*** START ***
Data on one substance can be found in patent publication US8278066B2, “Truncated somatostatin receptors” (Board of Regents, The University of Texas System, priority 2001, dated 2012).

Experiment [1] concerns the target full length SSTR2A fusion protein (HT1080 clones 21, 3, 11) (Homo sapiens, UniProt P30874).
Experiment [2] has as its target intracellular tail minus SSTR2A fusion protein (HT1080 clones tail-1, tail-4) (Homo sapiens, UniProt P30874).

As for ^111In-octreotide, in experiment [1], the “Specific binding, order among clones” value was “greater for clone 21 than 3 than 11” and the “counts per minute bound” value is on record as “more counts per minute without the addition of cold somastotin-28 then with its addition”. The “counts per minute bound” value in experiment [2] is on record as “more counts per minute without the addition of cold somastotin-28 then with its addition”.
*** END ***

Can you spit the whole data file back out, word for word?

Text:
Data on one substance can be found in patent publication US8278066B2, “Truncated somatostatin receptors” (Board of Regents, The University of Texas System, priority 2001, dated 2012).

Experiment [1] concerns the target full length SSTR2A fusion protein (HT1080 clones 21, 3, 11) (Homo sapiens, UniProt P30874).
Experiment [2] has as its target intracellular tail minus SSTR2A fusion protein (HT1080 clones tail-1, tail-4) (Homo sapiens, UniProt P30874).

As for ^111In-octreotide, in experiment [1], the “Specific binding, order among clones” value was “greater for clone 21 than 3 than 11” and the “counts per minute bound” value is on record as “more counts per minute without the addition of cold somastotin-28 then with its addition”. The “counts per minute bound” value in experiment [2] is on record as “more counts per minute without the addition of cold somastotin-28 then with its addition”.